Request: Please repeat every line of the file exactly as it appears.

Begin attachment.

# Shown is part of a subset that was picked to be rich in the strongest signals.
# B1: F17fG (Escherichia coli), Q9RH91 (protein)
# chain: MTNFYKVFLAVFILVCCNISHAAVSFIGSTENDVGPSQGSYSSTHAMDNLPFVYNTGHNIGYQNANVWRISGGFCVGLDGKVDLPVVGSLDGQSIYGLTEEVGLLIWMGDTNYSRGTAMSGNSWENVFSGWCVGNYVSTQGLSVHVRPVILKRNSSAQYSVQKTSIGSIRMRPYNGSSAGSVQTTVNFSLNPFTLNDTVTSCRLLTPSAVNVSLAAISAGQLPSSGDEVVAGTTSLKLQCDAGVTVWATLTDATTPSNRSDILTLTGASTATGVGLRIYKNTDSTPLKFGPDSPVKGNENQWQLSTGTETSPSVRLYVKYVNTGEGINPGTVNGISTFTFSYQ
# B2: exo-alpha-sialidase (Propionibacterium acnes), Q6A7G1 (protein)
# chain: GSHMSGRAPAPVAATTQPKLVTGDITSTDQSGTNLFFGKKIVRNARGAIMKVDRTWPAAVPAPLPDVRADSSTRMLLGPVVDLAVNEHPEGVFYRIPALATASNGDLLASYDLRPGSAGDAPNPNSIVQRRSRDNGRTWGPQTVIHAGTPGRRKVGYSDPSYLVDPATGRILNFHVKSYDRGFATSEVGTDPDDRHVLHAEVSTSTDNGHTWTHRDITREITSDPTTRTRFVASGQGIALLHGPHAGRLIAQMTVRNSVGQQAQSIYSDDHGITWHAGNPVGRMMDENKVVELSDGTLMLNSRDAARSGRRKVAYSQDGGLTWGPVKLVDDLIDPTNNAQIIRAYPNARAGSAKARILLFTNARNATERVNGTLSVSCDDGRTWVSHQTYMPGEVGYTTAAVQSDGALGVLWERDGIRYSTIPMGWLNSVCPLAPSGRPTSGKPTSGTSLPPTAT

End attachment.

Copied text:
# Shown is part of a subset that was picked to be rich in the strongest signals.
# B1: F17fG (Escherichia coli), Q9RH91 (protein)
# chain: MTNFYKVFLAVFILVCCNISHAAVSFIGSTENDVGPSQGSYSSTHAMDNLPFVYNTGHNIGYQNANVWRISGGFCVGLDGKVDLPVVGSLDGQSIYGLTEEVGLLIWMGDTNYSRGTAMSGNSWENVFSGWCVGNYVSTQGLSVHVRPVILKRNSSAQYSVQKTSIGSIRMRPYNGSSAGSVQTTVNFSLNPFTLNDTVTSCRLLTPSAVNVSLAAISAGQLPSSGDEVVAGTTSLKLQCDAGVTVWATLTDATTPSNRSDILTLTGASTATGVGLRIYKNTDSTPLKFGPDSPVKGNENQWQLSTGTETSPSVRLYVKYVNTGEGINPGTVNGISTFTFSYQ
# B2: exo-alpha-sialidase (Propionibacterium acnes), Q6A7G1 (protein)
# chain: GSHMSGRAPAPVAATTQPKLVTGDITSTDQSGTNLFFGKKIVRNARGAIMKVDRTWPAAVPAPLPDVRADSSTRMLLGPVVDLAVNEHPEGVFYRIPALATASNGDLLASYDLRPGSAGDAPNPNSIVQRRSRDNGRTWGPQTVIHAGTPGRRKVGYSDPSYLVDPATGRILNFHVKSYDRGFATSEVGTDPDDRHVLHAEVSTSTDNGHTWTHRDITREITSDPTTRTRFVASGQGIALLHGPHAGRLIAQMTVRNSVGQQAQSIYSDDHGITWHAGNPVGRMMDENKVVELSDGTLMLNSRDAARSGRRKVAYSQDGGLTWGPVKLVDDLIDPTNNAQIIRAYPNARAGSAKARILLFTNARNATERVNGTLSVSCDDGRTWVSHQTYMPGEVGYTTAAVQSDGALGVLWERDGIRYSTIPMGWLNSVCPLAPSGRPTSGKPTSGTSLPPTAT